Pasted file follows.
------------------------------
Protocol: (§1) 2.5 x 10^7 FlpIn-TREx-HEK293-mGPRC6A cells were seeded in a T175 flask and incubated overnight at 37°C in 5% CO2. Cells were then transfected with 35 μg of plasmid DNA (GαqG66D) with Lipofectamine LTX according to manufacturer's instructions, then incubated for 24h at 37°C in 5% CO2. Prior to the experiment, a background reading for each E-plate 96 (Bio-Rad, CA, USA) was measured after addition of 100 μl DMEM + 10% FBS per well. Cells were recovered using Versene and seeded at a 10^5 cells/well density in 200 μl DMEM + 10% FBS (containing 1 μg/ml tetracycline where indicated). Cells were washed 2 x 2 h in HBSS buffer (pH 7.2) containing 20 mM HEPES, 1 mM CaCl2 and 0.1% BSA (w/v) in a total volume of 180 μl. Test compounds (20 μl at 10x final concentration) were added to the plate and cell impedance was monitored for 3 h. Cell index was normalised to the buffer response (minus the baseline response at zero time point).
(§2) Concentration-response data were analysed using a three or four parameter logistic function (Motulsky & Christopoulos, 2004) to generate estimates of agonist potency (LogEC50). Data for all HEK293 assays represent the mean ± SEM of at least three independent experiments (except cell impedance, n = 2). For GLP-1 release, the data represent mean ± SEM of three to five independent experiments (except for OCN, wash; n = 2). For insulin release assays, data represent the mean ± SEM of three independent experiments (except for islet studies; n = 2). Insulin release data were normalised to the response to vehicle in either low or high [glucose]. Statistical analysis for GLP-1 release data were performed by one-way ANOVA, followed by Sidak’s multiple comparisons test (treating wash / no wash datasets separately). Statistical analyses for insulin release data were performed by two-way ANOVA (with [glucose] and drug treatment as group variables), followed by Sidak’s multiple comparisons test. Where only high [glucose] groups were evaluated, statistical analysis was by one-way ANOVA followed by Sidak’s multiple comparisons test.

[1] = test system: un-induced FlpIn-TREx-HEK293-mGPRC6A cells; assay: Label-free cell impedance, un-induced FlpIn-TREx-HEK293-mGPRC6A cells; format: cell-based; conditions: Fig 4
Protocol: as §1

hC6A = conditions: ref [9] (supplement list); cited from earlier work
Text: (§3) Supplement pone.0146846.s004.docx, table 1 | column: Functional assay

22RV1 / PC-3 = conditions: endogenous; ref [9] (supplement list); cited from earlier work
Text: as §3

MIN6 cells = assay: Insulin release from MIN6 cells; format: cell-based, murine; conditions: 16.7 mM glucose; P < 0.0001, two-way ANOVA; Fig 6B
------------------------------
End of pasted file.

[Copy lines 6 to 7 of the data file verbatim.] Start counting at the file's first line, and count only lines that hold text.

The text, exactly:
Text: (§3) Supplement pone.0146846.s004.docx, table 1 | column: Functional assay

22RV1 / PC-3 = conditions: endogenous; ref [9] (supplement list); cited from earlier work